"He lies within," said Denethor, "burning, already burning. They have set a fire in his flesh. But soon all shall be burned. The West has failed. It shall all go up in a great fire, and all shall be ended. Ash! Ash and smoke blown away on the wind!"
The Wizard pushed the Steward aside, as if he had been but a fallen leaf on a log, and ran into the room and to the table that still held Faramir. Beregond and Pippin ran in behind him.
Denethor made to swing at the soldier, but stayed his hand. The Halfling had stepped into his sword's path. The grief-stricken father stood beside his son. "See! He is burning, consumed by the fever. Stop!" he screamed as the Wizard leapt up onto the faggots, picked Faramir up as if he were a feather, and sprang down again. He strode towards the door.
"Father," Faramir called out in his delirium.
A gut-wrenching moan tore from Denethor's lips as the madness left him. He wept. "Do not take my son from me! He calls for me."
"He calls," said Gandalf, "but you cannot come to him yet. For he must seek healing on the threshold of death, and maybe find it not. Whereas your part is to go out to the battle of your City, where maybe death awaits you. This you know in your heart."
"He will not wake again," said Denethor. "Battle is vain. Why should we wish to live longer? Why should we not go to death side by side? Give me my son."
Passing through the door, Mithrandir took Faramir from the deadly House and laid him on the bier on which he had been brought, and which had now been set in the porch. Denethor followed him, and stood trembling, looking with longing on the face of his son. And for a moment, while all were silent and still, watching the Lord in his throes, he wavered.
"Come, Lord Denethor!" said Gandalf. "We are needed. There is much that you can yet do."
Denethor backed away in horror. A laugh was wrenched from his throat. He stood tall and proud again, He walked back to the table, lifted the pillow, pulling an object from under it. He came to the doorway and stood next to the Wizard, drew aside the covering and triumphantly held the Palantír in front of the Wizard's nose. It began to glow; fire filled it. Denethor's face reflected the red hue. The hard edges of the Steward's face were cast against black shadows, noble, proud, and terrible. His eyes glittered in the light.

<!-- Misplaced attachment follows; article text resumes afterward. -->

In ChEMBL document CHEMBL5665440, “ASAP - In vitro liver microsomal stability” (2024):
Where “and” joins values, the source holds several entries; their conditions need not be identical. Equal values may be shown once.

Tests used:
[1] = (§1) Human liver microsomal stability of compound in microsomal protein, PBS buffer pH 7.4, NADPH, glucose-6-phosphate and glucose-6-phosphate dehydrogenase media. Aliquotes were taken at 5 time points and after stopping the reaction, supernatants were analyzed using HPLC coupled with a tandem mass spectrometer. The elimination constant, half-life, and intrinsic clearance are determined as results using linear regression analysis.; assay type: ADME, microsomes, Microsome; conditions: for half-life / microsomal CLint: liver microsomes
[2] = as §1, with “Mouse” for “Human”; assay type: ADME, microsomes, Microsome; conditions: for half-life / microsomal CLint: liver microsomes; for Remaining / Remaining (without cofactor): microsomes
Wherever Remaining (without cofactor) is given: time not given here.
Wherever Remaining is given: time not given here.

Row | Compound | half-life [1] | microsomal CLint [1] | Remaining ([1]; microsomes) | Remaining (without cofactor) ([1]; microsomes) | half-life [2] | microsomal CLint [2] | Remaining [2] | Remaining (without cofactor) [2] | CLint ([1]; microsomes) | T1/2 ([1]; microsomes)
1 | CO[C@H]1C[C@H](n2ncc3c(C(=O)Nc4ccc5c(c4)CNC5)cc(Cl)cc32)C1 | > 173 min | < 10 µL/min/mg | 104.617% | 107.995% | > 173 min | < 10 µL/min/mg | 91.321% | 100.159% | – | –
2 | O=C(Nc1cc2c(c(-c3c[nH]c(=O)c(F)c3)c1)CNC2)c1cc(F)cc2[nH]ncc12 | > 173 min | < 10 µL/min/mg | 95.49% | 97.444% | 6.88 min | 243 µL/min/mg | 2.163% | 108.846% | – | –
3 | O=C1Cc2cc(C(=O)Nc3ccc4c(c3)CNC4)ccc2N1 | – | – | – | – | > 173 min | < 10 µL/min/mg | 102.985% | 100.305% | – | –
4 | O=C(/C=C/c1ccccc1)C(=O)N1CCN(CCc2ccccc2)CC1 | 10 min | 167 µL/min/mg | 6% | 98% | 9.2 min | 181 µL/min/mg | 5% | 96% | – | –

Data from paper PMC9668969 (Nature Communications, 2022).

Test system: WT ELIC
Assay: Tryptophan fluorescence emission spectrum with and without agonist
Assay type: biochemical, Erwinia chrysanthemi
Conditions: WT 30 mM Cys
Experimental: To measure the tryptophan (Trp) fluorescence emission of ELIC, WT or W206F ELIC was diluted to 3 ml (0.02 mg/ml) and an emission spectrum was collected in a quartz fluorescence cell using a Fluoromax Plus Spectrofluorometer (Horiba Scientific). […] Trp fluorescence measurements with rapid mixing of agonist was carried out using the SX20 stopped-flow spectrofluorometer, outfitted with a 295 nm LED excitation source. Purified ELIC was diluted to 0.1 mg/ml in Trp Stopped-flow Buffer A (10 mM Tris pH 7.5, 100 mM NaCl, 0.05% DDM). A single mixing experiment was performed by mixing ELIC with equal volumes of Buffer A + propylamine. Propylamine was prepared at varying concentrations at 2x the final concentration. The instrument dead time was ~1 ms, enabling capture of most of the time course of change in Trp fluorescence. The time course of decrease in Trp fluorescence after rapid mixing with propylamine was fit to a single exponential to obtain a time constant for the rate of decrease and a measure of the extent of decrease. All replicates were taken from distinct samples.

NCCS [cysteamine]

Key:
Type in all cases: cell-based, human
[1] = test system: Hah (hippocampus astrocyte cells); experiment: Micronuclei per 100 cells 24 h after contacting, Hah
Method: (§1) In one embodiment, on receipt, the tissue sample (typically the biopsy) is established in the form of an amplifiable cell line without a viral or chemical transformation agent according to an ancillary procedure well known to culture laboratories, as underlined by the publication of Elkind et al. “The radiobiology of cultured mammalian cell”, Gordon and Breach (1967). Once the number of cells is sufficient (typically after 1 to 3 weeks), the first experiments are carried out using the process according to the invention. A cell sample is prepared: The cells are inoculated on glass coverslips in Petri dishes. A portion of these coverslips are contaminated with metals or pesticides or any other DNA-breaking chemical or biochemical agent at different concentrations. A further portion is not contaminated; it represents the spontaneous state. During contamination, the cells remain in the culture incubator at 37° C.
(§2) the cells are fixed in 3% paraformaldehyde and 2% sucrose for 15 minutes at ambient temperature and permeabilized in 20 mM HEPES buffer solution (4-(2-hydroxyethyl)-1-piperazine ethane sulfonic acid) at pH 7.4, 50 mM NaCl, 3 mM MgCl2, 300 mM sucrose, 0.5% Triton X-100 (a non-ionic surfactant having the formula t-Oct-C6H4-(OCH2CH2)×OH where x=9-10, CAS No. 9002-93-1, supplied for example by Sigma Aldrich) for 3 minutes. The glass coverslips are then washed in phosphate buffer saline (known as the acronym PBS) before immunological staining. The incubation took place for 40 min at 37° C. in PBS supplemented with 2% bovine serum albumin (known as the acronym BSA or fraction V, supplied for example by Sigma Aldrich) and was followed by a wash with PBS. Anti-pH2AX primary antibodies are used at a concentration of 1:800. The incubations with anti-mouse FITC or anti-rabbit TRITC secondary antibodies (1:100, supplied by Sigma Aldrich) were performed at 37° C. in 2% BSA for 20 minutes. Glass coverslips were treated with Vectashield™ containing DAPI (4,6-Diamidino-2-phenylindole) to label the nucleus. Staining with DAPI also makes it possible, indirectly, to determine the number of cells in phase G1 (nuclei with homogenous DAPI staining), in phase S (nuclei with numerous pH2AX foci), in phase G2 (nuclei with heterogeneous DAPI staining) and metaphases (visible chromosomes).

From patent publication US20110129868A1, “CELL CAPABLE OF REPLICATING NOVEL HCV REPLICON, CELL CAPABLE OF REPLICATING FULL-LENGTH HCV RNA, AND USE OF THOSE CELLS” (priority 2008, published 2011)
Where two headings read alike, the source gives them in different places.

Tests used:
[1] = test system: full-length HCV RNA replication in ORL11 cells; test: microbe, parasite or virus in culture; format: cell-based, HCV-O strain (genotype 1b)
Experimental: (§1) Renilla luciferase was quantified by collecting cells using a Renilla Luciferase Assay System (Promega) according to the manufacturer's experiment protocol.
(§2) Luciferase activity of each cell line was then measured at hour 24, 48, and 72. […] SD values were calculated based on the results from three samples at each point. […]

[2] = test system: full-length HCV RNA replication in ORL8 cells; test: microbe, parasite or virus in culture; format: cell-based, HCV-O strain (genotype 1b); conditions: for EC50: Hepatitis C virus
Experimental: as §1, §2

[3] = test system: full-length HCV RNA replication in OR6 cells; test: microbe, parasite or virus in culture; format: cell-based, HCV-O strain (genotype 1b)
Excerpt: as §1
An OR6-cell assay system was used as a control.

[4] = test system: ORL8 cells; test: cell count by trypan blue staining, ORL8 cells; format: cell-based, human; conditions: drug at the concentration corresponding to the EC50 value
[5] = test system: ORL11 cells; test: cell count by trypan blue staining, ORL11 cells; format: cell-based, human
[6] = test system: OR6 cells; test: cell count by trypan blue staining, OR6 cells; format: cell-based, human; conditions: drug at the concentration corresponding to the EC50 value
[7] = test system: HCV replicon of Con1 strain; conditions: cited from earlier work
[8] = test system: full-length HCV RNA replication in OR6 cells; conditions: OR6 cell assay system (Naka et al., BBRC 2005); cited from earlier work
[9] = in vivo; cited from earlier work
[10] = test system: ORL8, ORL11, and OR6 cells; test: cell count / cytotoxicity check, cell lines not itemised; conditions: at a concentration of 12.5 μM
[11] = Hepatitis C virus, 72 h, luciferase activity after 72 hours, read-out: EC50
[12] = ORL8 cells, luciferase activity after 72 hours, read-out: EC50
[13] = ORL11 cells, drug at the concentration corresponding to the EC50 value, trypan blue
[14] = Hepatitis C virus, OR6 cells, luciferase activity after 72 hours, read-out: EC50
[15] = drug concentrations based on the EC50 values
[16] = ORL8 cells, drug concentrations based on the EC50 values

"Pride and despair!" he cried. "Didst thou think that the eyes of the White Tower were blind? Nay, I have seen more than thou knowest, Grey Fool. For thy hope is but ignorance. Go then and labor in healing! Go forth and fight! Vanity. For a little space you may triumph on the field, for a day. But against the Power that now arises there is no victory. To this City only the first finger of its hand has yet been stretched. All the East is moving. And even now the wind of thy hope cheats thee and wafts up Anduin a fleet with black sails. The West has failed. It is time for all to depart who would not be slaves."
"Such counsels will make the Enemy's victory certain indeed," said Gandalf.
"Hope on then!" laughed Denethor. "Do I not know thee, Mithrandir? Thy hope is to rule in my stead, to stand behind every throne, north, south, or west. I have read thy mind and its policies. Do I not know that you commanded this Halfling here to keep silence? That you brought him hither to be a spy within my very chamber? And yet in our speech together I have learned the names and purpose of all thy companions. So! With the left hand thou wouldst use me for a little while as a shield against Mordor, and with the right bring up this Ranger of the North to supplant me.
"But I say to thee, Gandalf Mithrandir, I will not be thy tool! I am Steward of the House of Anárion. I will not step down to be the dotard chamberlain of an upstart. Even were his claim proved to me, still he comes but of the line of Isildur. I will not bow to such a one, last of a ragged house long bereft of lordship and dignity."
"What then would you have," said Gandalf, "if your will could have its way?"
"I would have things as they were in all the days of my life," answered Denethor, "and in the days of my longfathers before me: to be the Lord of this City in peace, and leave my Chair to a son after me, who would be his own master and no Wizard's pupil. But if doom denies this to me, then I will have naught: neither life diminished, nor love halved, nor honor abated."
"To me it would not seem that a Steward who faithfully surrenders his charge is diminished in love or in honor," said Gandalf. "And at the least you shall not rob your son of his choice while his death is still in doubt."
At those words Denethor's eyes flamed again, and taking the Stone under his arm he drew a knife and strode towards the bier. But Beregond sprang forward and set himself before Faramir.